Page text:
ESPN’s Keith Law recently rated Dewees 15th among Cubs farmhands, noting that he’s a 70-grade runner that can handle center field from a range standpoint but has a 20-grade arm that limits him to left field. Longenhagen ranked him 19th among Cubs prospects offering a similar take (albeit a 30-grade arm instead of 20), writing that without the power to profile as a left field regular, his best scenario is a Ben Revere type. B-Pro’s Steve Givarz was a bit more optimistic about his glovework but still pegs him as more of a fourth outfielder than a potential starter.

Deewees is still only 23 years old and more than likely will start the year in Kansas City’s High A Ball team in Wilmington. This could be a trade to monitor over the next couple years and see how Deewees has (or has not) developed. When all else fails, Moore will always lean towards speed.

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Finally, Kansas City went out and signed Brayan Pena to a minor league deal this past week. Pena is a former Royal who played for Kansas City from 2009-2012 and spent most of his time as a backup catcher. Pena is a serviceable receiver who has a bit of pop in his bat and is well liked in the clubhouse. The honesty is that this is a depth signing and much like Tony Cruz last year, Pena will most likely be spending his time in Omaha this year unless something goes wrong for Salvador Perez or Drew Butera. It’s good to see Brayan back in blue, but I wouldn’t expect to see much of him once the season starts.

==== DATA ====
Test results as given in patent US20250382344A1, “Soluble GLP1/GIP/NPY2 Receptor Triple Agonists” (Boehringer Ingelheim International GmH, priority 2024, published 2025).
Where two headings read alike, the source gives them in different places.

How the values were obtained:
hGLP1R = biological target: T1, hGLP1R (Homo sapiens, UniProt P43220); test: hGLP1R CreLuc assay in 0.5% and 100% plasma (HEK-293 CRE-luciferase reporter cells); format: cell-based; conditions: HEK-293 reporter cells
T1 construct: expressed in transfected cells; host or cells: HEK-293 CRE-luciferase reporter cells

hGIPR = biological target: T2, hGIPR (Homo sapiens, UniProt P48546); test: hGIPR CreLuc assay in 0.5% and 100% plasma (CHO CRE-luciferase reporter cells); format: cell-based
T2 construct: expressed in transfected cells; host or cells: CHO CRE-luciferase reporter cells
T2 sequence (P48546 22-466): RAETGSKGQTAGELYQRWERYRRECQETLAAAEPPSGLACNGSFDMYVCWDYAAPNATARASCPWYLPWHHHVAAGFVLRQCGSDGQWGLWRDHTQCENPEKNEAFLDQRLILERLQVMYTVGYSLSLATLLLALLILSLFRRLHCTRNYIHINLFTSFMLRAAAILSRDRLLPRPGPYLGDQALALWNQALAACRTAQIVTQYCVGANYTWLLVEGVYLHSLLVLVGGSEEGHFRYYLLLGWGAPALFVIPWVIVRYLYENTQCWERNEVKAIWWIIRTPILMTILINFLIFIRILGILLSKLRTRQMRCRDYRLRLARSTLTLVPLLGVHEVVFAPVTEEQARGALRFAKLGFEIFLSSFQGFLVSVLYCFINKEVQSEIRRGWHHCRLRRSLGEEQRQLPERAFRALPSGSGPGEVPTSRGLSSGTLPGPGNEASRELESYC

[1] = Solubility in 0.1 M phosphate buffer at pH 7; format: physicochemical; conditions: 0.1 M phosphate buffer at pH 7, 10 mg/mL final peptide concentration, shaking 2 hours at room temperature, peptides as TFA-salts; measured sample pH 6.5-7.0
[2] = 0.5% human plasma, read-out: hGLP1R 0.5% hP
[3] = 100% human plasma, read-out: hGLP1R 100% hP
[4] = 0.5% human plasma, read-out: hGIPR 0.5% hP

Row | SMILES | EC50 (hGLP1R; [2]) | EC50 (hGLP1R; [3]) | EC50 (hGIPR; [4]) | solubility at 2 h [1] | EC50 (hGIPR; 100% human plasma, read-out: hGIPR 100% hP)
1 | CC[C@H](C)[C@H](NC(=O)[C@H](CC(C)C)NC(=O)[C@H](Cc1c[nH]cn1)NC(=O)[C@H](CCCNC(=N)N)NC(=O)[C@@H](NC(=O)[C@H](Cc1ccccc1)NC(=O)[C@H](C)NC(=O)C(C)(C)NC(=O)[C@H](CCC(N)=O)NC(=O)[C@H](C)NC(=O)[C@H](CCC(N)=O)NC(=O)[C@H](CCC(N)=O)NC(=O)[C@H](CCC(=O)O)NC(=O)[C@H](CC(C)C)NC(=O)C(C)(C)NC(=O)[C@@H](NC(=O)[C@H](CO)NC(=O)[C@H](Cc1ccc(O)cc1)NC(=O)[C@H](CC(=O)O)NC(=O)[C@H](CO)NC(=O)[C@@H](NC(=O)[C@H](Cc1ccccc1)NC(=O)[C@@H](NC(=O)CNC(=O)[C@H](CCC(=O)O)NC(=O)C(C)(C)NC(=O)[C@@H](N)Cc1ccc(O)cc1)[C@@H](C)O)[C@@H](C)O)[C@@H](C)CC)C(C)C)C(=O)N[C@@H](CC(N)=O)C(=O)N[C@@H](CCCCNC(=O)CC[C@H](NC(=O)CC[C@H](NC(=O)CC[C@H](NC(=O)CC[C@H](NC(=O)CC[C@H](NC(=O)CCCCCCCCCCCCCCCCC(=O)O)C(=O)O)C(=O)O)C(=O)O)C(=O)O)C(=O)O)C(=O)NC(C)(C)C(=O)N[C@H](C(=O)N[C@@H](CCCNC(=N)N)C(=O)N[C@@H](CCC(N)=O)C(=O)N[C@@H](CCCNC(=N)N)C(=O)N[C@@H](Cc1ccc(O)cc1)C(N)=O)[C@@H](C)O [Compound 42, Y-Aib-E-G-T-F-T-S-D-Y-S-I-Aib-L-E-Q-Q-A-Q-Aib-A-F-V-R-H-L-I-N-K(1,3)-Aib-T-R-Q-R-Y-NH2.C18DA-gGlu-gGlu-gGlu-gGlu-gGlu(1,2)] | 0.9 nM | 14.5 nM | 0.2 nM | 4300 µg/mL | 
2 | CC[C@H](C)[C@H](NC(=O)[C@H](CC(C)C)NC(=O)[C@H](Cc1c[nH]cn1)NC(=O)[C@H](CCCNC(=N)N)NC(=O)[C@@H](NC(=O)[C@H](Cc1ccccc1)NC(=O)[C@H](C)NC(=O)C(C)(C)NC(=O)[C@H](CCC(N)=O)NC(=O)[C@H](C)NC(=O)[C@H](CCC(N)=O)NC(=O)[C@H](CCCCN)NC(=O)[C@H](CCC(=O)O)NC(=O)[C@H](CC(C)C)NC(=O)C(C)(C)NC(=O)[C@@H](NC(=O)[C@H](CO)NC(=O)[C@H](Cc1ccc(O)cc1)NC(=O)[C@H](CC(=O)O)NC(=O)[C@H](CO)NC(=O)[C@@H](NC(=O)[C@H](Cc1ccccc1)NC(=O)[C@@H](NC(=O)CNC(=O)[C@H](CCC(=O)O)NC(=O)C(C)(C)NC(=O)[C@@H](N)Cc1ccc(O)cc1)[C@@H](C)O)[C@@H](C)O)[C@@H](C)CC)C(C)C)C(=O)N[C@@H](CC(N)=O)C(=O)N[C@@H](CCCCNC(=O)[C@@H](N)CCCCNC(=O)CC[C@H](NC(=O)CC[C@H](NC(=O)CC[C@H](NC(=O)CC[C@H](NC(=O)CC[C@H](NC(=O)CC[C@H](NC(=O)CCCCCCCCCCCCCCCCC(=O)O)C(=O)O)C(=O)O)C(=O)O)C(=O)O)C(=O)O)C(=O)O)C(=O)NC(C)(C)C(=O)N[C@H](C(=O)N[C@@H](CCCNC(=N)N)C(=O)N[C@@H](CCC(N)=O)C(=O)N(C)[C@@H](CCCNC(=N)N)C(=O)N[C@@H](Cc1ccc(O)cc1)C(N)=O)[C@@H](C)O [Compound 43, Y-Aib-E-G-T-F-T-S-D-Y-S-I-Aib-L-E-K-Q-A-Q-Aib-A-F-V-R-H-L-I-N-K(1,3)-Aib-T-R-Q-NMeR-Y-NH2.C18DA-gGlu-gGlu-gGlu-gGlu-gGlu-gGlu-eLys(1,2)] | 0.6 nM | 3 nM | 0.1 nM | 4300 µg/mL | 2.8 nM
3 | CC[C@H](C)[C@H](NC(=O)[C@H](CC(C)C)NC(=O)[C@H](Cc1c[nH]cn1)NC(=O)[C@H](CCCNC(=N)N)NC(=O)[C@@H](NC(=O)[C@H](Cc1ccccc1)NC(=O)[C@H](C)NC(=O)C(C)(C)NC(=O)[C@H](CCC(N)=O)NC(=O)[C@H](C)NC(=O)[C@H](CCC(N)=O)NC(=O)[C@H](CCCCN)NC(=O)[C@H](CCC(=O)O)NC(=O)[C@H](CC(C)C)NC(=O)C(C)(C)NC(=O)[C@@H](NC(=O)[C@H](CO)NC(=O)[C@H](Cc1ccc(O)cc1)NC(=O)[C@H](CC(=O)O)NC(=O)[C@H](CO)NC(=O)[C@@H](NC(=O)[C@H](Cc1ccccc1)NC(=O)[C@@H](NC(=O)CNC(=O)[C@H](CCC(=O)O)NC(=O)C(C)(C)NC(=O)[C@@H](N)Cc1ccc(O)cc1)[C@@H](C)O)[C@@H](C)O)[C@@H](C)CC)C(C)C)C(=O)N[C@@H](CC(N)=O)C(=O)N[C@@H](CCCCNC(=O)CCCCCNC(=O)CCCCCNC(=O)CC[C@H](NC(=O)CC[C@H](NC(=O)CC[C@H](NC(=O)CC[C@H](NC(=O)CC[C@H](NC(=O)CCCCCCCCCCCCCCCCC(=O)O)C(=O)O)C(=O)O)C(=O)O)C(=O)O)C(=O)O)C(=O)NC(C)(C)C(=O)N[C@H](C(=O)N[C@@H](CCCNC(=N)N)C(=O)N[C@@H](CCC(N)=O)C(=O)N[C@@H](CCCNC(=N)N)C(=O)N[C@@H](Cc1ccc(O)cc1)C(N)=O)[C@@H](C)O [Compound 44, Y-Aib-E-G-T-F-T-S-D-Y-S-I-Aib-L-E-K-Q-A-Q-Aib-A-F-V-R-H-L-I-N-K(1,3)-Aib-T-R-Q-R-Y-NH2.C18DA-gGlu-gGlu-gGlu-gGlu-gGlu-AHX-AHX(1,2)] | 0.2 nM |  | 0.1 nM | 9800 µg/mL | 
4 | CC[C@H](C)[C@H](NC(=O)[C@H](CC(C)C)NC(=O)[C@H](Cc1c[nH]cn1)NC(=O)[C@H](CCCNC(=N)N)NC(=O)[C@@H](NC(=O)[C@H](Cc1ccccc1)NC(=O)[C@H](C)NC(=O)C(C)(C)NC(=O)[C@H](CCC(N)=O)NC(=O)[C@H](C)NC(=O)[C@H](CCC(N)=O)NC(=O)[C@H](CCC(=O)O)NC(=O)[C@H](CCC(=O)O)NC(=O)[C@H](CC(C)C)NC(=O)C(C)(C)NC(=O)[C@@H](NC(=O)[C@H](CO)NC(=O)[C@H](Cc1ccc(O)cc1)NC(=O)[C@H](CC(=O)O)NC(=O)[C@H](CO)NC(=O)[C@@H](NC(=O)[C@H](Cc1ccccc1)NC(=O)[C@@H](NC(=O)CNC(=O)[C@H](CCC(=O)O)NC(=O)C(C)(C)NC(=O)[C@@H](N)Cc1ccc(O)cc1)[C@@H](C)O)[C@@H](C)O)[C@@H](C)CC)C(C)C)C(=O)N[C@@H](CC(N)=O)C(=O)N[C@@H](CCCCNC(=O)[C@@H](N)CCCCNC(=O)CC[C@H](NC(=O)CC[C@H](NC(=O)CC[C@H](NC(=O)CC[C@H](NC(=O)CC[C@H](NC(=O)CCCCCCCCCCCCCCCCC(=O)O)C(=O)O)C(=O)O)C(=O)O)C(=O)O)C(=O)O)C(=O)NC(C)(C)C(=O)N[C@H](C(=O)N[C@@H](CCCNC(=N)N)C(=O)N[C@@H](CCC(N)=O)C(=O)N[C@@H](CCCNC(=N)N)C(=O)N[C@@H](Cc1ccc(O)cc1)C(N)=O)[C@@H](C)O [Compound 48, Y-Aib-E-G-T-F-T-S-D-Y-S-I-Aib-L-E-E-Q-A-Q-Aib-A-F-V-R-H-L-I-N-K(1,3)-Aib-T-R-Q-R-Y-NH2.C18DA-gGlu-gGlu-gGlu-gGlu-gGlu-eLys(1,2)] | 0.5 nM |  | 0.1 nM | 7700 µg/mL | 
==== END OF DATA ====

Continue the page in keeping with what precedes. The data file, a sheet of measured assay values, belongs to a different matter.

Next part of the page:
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In just a few days pitchers and catcher will be reporting to Spring Training and we can actually start digesting some news on our ‘Boys in Blue’ and start getting a feel for what the major league roster will look like come April. I can say with all honesty that I feel better about the feel of this roster now than I did even a few weeks ago. For all intent and purposes, the Royals are looking to gain back what they lost last year, which would be the top of the Central Division. Next week, step one begins on a long road to their (hopeful) final destination, October baseball.As always, hope springs eternal.